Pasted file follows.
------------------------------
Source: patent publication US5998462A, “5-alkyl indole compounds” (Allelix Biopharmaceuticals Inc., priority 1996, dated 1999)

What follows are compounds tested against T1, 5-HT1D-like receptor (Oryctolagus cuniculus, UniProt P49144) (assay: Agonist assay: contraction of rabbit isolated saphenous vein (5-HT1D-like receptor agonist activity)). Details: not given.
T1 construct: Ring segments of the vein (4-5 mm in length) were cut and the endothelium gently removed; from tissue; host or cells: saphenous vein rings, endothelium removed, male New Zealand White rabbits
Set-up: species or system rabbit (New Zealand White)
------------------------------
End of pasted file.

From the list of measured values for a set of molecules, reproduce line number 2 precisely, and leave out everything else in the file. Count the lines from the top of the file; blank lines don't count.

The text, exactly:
What follows are compounds tested against T1, 5-HT1D-like receptor (Oryctolagus cuniculus, UniProt P49144) (assay: Agonist assay: contraction of rabbit isolated saphenous vein (5-HT1D-like receptor agonist activity)). Details: not given.